Scripture Reading While You Run

Like last fall, I am training for the Dallas Marathon.* Though I try to find training programs that limit my mileage to a manageable number there is still no substitute for putting in the running miles.

Pray-As-You-Go 1

Pray-As-You-Go 1 (Photo credit: Church of the Redeemer)

The best audio version/podcast of scripture that I have found is Pray-as-You-Go. It is on iTunes and can be downloaded off the web. I place it on my iPod and listen to multiple days’ readings, sometimes multiple times (a Job passage was particularly powerful today but not yesterday). The format consists of a song (anything from Bach to Ladysmith Black Mambazo), followed by a call to prayer, a short reading of scripture, and then a prayer as you hear the reading a second time. Each day’s podcast last between 10-12 minutes.

Pray-As-You-Go is produced by a Jesuit group so the tone might be a bit more contemplative than many are used to but I always find myself engaged with the reading in a powerful way. I look forward to many of my runs because I know I am going to be fed the word and experience God in a unique way. If you have a long commute, spend time on a treadmill or exercise bike, or are more of an auditory person, Pray-As-You-Go can keep you in touch with the word of God and spark a prayerful consideration of his work in your life.

Here is a sample from this week: http://www.pray-as-you-go.org/mp3/PAYG_121003.mp3

*I am raising money for Texas Scottish Rite Hospital For Children. Go here to make a donation.

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One Method of Praying The Scriptures

Long time readers will remember the theme of this year has been the Word of God. I have sought insight and guidance in the reading of scripture and worked to gain a greater appreciation and love for the Bible. Several books have helped me in this process, George Guthrie’s Reading the Bible For Life and Scot McKnight’s The Blue Parakeet to name a few. But the book that I would recommend for a more spiritual approach to the Bible is Chris Webb’s book The Fire of the Word.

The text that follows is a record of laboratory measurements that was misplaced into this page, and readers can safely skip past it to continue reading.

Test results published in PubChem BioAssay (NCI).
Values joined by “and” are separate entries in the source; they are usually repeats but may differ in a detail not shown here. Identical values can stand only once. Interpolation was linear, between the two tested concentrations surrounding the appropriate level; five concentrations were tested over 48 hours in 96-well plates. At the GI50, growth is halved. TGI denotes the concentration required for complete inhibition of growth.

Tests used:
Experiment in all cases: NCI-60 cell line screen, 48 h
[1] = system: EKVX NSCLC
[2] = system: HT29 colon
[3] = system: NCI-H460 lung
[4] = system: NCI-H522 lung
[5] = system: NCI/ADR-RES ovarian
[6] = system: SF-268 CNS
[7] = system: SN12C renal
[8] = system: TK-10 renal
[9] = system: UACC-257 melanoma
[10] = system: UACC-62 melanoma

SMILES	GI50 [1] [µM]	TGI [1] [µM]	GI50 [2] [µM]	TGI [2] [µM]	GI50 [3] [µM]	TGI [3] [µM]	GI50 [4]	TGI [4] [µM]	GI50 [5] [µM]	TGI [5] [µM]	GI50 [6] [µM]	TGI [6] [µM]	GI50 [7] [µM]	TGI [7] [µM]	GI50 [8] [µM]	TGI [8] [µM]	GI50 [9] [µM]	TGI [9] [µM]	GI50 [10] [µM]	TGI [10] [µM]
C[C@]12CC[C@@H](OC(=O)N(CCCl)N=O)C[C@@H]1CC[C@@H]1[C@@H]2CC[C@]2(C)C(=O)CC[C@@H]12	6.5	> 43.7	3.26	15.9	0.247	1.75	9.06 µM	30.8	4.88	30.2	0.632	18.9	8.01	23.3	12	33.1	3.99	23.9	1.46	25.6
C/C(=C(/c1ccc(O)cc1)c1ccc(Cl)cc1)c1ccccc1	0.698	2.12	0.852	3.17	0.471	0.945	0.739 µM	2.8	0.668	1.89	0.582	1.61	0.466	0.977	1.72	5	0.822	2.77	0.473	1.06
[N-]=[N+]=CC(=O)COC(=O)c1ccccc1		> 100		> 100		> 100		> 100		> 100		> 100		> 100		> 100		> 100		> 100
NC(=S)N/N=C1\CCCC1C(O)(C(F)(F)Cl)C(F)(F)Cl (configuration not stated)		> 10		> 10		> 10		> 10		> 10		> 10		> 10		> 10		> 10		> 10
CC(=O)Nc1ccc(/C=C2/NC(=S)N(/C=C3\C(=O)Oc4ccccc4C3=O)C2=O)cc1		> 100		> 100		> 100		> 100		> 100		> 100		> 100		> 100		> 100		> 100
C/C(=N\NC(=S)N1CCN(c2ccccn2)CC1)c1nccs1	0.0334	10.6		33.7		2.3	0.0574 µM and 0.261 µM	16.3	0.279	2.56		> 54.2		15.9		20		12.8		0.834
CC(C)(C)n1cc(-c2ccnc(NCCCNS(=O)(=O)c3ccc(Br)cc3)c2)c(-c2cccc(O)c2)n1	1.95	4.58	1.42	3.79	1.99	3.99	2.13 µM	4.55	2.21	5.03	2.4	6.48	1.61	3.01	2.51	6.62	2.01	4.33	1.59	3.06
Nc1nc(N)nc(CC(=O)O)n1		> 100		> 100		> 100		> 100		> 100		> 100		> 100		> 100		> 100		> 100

In the book, Webb introduced me to the Exercises of St. Ignatius and provided guidance on conducting my own exercises with scripture. The beauty of the Ignatius approach is it immerses you in the story of scripture. After spending 15-20 minutes meditating on a passage, you then begin to pray and seek out a response from Jesus.

At the end of the exercise, you begin to talk with Christ and most importantly – listen. I don’t always hear a response but I feel closer to Christ and feel like our relationship has a more honest element to it. Also, because of this exercise, I spend the rest of the day thinking about the passage and reflecting on the parts of the story that meant the most to me.

I would highly recommend Webb’s book and encourage you to give the Ignatius meditative approach to scripture a try. Here are the steps to follow as you read a designated passage:

Step One – Imagine the scene as clearly as you can. Use your imagination to take in smells, sounds, and sights.

Step Two – Place yourself in the shoes of one of the characters

Step Three – Continue to run the events of the story to run through your mind. Pay close attention to what people say and do.

Step Four – Ask yourself what emotions does this passage create in you? How do you want to respond to the questions asked or statements made.

Step Five – Use your emotions and questions from the previous step to spark a conversation with Christ. Listen for his response.

If all of this seems strange to you then maybe it is time for you to try something new. The Bible is too important for us to not do everything we can to engage it and the method above has worked very well for me.

What I Love About The Bible

KJV Bible

KJV Bible (Photo credit: knowhimonline)

If you have been following this blog for long, then you know that 2012 has been “The Year of the Word.” I have tried to study, read, listen, study, and read the Bible with the intent of becoming a more devoted user of scripture. Here are a few things I have grown to love about the Bible:

All of the dirty, harsh, brutally honest, and uncomfortable parts – Chris Webb in his excellent book on the Bible, The Fire of The Word, says, “… the Bible resists us at every turn. It will not cooperate, it will not conform to our schemas, it will not be tamed.” I have often said that if the Bible was to be written today, it wouldn’t be sold in Christian book stores.